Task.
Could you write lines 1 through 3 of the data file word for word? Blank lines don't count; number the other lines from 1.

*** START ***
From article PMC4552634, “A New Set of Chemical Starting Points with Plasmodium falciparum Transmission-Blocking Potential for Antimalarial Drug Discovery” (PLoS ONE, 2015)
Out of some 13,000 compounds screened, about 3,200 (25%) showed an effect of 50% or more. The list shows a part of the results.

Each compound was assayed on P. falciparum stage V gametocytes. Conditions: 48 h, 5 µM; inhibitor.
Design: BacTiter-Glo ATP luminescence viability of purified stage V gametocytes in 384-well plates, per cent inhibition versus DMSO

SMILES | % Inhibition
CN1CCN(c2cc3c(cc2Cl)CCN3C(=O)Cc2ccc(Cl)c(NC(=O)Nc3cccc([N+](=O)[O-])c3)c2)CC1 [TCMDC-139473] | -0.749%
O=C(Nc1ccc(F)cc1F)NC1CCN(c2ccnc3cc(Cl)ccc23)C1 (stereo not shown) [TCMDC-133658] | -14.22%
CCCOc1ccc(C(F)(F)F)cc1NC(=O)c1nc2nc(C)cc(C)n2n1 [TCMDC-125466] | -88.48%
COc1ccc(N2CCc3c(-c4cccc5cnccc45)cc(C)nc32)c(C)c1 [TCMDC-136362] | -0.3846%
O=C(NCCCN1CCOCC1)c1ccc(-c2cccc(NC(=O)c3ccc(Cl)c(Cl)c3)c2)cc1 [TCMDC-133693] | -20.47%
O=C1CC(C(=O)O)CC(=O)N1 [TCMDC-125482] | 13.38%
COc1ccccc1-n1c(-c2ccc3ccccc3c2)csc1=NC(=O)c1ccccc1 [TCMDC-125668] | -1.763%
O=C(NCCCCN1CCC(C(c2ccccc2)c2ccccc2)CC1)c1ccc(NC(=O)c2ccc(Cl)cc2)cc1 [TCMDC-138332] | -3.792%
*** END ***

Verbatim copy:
From article PMC4552634, “A New Set of Chemical Starting Points with Plasmodium falciparum Transmission-Blocking Potential for Antimalarial Drug Discovery” (PLoS ONE, 2015)
Out of some 13,000 compounds screened, about 3,200 (25%) showed an effect of 50% or more. The list shows a part of the results.

Each compound was assayed on P. falciparum stage V gametocytes. Conditions: 48 h, 5 µM; inhibitor.